Throughout 2015, we’ll be blogging about our dreams for corporate wellness, fitness, and aging well. Some of the content will represent a gentle “poking fun” at the industry, but it’s all written to stimulate thought about what really could be if we put our heads together and started mapping out what’s really possible in the realm of individual wellbeing. We hope you’ll join the conversation by commenting on the blogs, giving us additional ideas about which to write, and/or by finding us out on Twitter at #wellnesswhatif.
Businesses need top performers in order to survive. We need sales staff who are heavy hitters, research staff who are actually rocket scientists, and customer service professionals who can turn any frown upside down. You know who those folks are in your organization, that top 5% of all performers. In some cases, they might be unsung heroes, but at a lot of businesses, the best among us are often publically lauded. They are the elite.
Not everyone can fit into that narrow industry-specific definition of elite. But maybe, if business leaders opened their minds on what counts as elite, we could have more than one class of top-tier.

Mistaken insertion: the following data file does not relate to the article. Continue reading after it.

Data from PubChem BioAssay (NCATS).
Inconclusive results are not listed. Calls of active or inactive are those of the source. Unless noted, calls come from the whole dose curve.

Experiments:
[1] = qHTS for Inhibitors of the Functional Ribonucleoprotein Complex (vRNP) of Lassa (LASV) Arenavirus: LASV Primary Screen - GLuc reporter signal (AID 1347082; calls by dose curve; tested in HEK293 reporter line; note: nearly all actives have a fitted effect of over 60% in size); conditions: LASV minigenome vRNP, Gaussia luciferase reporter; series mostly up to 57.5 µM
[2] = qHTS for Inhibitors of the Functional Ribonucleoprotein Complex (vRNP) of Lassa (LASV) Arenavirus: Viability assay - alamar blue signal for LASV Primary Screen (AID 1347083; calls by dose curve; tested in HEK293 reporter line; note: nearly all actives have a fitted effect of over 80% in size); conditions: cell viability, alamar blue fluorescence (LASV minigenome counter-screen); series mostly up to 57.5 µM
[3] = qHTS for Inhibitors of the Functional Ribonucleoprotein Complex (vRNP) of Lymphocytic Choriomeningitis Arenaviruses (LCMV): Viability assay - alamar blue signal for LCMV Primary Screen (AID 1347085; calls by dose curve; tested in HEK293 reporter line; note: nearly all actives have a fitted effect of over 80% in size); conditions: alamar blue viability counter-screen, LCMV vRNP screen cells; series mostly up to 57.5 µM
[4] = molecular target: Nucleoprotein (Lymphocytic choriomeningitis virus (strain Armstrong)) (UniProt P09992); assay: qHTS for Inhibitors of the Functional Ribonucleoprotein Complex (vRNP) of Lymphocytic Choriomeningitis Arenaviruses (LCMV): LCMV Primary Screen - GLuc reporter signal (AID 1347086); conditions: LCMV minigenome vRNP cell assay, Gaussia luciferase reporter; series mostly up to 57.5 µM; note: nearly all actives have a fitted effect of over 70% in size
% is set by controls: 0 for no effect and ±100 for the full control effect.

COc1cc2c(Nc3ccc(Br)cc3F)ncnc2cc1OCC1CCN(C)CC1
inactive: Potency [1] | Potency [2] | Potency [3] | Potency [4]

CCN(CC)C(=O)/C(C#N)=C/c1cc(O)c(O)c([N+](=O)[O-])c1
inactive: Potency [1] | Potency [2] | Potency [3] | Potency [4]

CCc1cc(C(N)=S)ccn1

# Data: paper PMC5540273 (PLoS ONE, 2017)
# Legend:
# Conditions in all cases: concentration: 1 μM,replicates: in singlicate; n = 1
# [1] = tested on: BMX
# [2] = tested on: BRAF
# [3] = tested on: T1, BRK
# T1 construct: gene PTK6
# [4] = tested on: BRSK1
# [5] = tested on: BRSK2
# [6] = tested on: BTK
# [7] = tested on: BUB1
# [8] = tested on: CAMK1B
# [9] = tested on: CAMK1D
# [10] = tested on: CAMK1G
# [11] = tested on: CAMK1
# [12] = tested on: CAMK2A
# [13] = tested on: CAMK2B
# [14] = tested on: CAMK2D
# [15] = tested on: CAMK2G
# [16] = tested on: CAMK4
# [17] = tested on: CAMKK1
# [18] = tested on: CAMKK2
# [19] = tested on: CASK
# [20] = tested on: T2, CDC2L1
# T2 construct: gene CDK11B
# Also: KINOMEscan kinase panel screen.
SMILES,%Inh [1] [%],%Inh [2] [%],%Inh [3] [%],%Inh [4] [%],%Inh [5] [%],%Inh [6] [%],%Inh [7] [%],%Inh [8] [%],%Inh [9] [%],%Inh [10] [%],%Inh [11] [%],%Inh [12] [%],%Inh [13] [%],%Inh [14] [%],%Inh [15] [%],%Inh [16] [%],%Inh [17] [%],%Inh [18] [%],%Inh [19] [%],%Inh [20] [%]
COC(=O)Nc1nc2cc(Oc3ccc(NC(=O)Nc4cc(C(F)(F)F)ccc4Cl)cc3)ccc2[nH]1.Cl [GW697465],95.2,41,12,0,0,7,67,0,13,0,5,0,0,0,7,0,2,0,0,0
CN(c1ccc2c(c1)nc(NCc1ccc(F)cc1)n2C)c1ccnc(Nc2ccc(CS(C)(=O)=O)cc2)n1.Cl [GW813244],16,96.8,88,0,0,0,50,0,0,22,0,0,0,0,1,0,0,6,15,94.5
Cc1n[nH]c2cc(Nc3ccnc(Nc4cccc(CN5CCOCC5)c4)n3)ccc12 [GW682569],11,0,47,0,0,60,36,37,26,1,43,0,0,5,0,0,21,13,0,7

What if you didn’t have to exceed your sales quota to be considered among the elite at your worksite? Don’t get me wrong. You’d still have to work really hard. After all, becoming top tier is definitely hard work. Some would say rising to the top requires strength, agility, grace under stress.
According to a study, published in the American Journal of Preventive Medicine, researchers at the Pennington Biomedical Research Center found one way to get in the top 5% is to sweat. In their analysis of the American Time Use survey, they concluded that only one in 20 Americans engage in vigorous exercise (the kind that makes you sweat) on any given day.
That’s right, a paltry 5% of us are working hard enough when we workout to actually sweat.
What does this have to do with employee health?
The way to sustained weight loss is through a healthy diet combined with prolonged cardiovascular exercise (45-60 minutes) at least five days per week. Employers - if you want a workforce that is at a healthier body weight, you have to (among other things) create an environment that supports and provides opportunities for your employees to workout hard enough to sweat. You need to build a corporate health culture that supports breaking a sweat in your worksite fitness center or through another avenue of the employee’s choice.
Certainly, there’s more to individual well-being than being physically fit. But I wonder how many employees hold back on working out because of their environment (lack of access, lack of support). What if businesses publicly rewarded the exercising (aka sweaty) elite along-side the elite sales force?
Download our whitepaper for tips to incorporate exercise at your worksite wellness program.